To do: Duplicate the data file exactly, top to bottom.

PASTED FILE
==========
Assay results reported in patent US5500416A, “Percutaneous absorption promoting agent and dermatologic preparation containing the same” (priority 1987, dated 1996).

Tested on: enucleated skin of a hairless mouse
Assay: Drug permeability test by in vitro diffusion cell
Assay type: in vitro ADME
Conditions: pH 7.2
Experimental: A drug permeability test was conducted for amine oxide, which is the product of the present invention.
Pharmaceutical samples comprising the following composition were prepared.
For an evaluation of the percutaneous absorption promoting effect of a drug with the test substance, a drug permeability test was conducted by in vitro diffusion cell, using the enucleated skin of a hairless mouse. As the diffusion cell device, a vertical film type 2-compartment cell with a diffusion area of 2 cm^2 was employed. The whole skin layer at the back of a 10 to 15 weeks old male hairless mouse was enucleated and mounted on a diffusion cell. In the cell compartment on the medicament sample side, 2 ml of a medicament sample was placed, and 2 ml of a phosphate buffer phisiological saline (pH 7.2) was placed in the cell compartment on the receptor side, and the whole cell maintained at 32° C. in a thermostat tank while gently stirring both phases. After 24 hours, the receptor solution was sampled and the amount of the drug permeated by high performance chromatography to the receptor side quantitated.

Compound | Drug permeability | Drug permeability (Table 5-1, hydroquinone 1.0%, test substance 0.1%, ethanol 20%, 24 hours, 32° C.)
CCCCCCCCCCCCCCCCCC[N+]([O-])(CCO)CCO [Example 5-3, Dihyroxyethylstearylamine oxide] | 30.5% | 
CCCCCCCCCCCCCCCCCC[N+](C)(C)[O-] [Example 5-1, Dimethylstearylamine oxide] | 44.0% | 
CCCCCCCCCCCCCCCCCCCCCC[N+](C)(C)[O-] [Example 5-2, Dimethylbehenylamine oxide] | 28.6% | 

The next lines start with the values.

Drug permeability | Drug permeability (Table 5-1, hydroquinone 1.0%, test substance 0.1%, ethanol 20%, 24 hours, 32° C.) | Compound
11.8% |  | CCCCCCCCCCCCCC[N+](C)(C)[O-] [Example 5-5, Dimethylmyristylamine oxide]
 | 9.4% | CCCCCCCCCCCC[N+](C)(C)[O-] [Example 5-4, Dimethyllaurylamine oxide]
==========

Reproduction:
Assay results reported in patent US5500416A, “Percutaneous absorption promoting agent and dermatologic preparation containing the same” (priority 1987, dated 1996).

Tested on: enucleated skin of a hairless mouse
Assay: Drug permeability test by in vitro diffusion cell
Assay type: in vitro ADME
Conditions: pH 7.2
Experimental: A drug permeability test was conducted for amine oxide, which is the product of the present invention.
Pharmaceutical samples comprising the following composition were prepared.
For an evaluation of the percutaneous absorption promoting effect of a drug with the test substance, a drug permeability test was conducted by in vitro diffusion cell, using the enucleated skin of a hairless mouse. As the diffusion cell device, a vertical film type 2-compartment cell with a diffusion area of 2 cm^2 was employed. The whole skin layer at the back of a 10 to 15 weeks old male hairless mouse was enucleated and mounted on a diffusion cell. In the cell compartment on the medicament sample side, 2 ml of a medicament sample was placed, and 2 ml of a phosphate buffer phisiological saline (pH 7.2) was placed in the cell compartment on the receptor side, and the whole cell maintained at 32° C. in a thermostat tank while gently stirring both phases. After 24 hours, the receptor solution was sampled and the amount of the drug permeated by high performance chromatography to the receptor side quantitated.

Compound | Drug permeability | Drug permeability (Table 5-1, hydroquinone 1.0%, test substance 0.1%, ethanol 20%, 24 hours, 32° C.)
CCCCCCCCCCCCCCCCCC[N+]([O-])(CCO)CCO [Example 5-3, Dihyroxyethylstearylamine oxide] | 30.5% | 
CCCCCCCCCCCCCCCCCC[N+](C)(C)[O-] [Example 5-1, Dimethylstearylamine oxide] | 44.0% | 
CCCCCCCCCCCCCCCCCCCCCC[N+](C)(C)[O-] [Example 5-2, Dimethylbehenylamine oxide] | 28.6% | 

The next lines start with the values.

Drug permeability | Drug permeability (Table 5-1, hydroquinone 1.0%, test substance 0.1%, ethanol 20%, 24 hours, 32° C.) | Compound
11.8% |  | CCCCCCCCCCCCCC[N+](C)(C)[O-] [Example 5-5, Dimethylmyristylamine oxide]
 | 9.4% | CCCCCCCCCCCC[N+](C)(C)[O-] [Example 5-4, Dimethyllaurylamine oxide]